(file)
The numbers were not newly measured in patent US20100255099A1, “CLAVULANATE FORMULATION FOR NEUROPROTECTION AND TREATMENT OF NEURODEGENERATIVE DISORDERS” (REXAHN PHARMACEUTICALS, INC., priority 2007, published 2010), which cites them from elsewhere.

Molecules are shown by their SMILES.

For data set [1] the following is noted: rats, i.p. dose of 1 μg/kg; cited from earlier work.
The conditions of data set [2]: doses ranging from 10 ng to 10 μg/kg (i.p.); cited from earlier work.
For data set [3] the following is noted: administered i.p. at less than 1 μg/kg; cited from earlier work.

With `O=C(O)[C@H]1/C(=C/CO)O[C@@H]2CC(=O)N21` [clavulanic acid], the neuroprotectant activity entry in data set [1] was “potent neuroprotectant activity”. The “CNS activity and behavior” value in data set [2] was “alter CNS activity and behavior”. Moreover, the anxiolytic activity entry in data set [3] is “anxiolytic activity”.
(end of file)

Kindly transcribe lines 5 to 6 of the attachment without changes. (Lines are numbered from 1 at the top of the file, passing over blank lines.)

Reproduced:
For data set [3] the following is noted: administered i.p. at less than 1 μg/kg; cited from earlier work.

With `O=C(O)[C@H]1/C(=C/CO)O[C@@H]2CC(=O)N21` [clavulanic acid], the neuroprotectant activity entry in data set [1] was “potent neuroprotectant activity”. The “CNS activity and behavior” value in data set [2] was “alter CNS activity and behavior”. Moreover, the anxiolytic activity entry in data set [3] is “anxiolytic activity”.